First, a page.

Winter in Istanbul: Nuri Bilge Ceylan
(next time, I'll go in winter)
This is for Edition 5 of the >Language >Place blog carnival, to be hosted by Parmanu. Contributions by Sunday 20 March. See link in my sidebar for details and how to submit.
Everything I remember of Istanbul makes me want to go back, which is really rather surprising, since neither of my trips there was much fun. I love to go to Istanbul by proxy, in the films and in the photographs of Nuri Bilge Ceylan, in the pages of Orhan Pamuk's novels and memoir. I go there several times a week through artist Samantha's beautiful blog, Harika. One day I'll go again for real.
The first trip was for work: brief, hectic, sleepless. We saw little, most of it on a roundabout taxi ride back to the airport - twinkling, chaotic streets and a dusty, mysterious skyline. A year or so later, I persuaded a friend to join me for a brief holiday. Mistake. It competes for worst holiday ever. It was summer and I was too hot. My friend was not. We never once wanted to do the same thing. I wanted the shady side of the street, she wanted the sunny side. I see us hovering crossly at the melting quayside where the boats leave for the islands, almost unaware of the grand, glaucous vista of the Sea of Marmara. My consolation in discomfort was poring over the 'useful phrases in Turkish' at the back of my guidebook, learning these and trying them out wherever we went. When I got it right, was understood in this strange, difficult tongue, it was utter joy. And my friend cringed, pretended she wasn't with me.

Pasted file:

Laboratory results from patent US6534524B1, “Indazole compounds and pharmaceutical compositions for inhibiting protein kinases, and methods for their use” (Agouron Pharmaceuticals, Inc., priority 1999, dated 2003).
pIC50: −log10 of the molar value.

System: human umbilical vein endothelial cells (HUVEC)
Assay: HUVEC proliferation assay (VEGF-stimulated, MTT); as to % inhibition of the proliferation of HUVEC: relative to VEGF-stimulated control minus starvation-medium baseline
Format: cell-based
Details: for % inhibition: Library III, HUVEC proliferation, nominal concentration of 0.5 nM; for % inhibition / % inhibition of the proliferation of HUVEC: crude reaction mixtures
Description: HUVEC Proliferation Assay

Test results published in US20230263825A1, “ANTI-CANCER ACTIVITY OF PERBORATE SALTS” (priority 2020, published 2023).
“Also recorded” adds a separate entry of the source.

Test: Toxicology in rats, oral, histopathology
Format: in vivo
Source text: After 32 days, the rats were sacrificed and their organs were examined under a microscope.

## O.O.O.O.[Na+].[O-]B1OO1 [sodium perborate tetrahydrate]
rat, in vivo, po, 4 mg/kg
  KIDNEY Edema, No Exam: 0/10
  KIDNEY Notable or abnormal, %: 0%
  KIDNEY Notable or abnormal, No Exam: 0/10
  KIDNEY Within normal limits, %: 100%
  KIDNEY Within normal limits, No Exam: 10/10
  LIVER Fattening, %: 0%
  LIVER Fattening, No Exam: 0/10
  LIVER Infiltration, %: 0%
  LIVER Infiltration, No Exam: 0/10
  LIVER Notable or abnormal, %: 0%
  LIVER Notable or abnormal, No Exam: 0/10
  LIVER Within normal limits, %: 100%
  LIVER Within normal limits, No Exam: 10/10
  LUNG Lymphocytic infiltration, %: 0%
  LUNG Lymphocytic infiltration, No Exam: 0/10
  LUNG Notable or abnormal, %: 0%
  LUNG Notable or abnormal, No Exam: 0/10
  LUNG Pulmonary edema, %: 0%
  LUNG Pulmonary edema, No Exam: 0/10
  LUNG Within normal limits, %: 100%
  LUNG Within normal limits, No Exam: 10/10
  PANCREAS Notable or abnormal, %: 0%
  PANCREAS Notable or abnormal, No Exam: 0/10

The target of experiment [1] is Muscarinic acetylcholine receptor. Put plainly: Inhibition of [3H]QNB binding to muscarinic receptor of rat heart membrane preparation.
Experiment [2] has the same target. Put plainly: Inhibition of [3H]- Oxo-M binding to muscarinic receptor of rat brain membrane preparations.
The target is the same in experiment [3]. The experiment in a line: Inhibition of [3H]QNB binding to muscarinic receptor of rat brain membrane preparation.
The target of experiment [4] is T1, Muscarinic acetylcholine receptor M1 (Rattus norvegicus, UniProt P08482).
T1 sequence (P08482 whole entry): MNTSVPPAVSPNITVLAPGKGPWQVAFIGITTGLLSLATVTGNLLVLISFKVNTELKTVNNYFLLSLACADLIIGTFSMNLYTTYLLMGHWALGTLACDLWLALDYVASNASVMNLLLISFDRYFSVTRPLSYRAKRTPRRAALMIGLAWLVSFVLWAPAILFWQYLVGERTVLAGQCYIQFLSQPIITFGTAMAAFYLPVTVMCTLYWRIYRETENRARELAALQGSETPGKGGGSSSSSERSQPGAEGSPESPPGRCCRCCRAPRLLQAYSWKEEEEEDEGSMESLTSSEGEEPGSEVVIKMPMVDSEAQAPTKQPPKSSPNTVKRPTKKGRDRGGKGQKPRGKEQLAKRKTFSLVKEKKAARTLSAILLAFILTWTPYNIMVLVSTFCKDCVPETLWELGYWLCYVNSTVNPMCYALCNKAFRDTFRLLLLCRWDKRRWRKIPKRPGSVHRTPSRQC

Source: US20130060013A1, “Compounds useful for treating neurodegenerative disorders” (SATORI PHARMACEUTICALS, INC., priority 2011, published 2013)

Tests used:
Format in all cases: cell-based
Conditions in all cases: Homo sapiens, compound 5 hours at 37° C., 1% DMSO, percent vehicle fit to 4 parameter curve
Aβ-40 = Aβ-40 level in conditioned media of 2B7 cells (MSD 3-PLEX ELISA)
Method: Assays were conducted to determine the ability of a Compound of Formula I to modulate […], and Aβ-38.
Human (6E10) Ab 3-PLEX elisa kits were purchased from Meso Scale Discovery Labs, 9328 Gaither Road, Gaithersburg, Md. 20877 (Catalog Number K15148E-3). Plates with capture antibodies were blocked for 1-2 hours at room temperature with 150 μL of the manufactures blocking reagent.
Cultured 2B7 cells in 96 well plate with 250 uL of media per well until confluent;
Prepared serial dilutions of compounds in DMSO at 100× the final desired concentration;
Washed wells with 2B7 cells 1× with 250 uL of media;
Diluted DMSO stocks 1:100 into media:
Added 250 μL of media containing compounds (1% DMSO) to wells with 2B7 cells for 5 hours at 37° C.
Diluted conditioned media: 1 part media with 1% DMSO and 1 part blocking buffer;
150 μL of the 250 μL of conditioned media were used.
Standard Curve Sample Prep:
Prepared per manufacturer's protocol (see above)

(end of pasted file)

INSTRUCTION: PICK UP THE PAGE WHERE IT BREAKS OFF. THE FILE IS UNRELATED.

She thinks I'm showing off! and it's so far from that; it's an escape from ego, from the me, me, me who is hot, hot, hot. When I can get beyond the heat, I'm entralled by this city. What is it about Istanbul? The dirty, gritty tangibility, I think. It's full of glories, history and beauty, but not just a place for tourists. It makes me feel the way I used to feel about the north of England - the satisfying, rough depth and breadth and contradictions, the bigness and complexity of everything, along with sparkling jewels of detail (and, no, I’m not oblivious to pollution, potentially oppressive religiosity, violations of minority rights). I want to touch this city, and through language, through touching words, I can touch it.
Istanbul ended our friendship. Not the wretched holiday (those happen), but her incomprehension and intolerance of my wanting to touch language. We were too different, and the week in Istanbul crystallised this.
It was some years later that Turkish film-makers and novelists rose to deserved international prominence, reminding me of that old enchantment, that I always meant to go back to Istanbul, to learn more Turkish.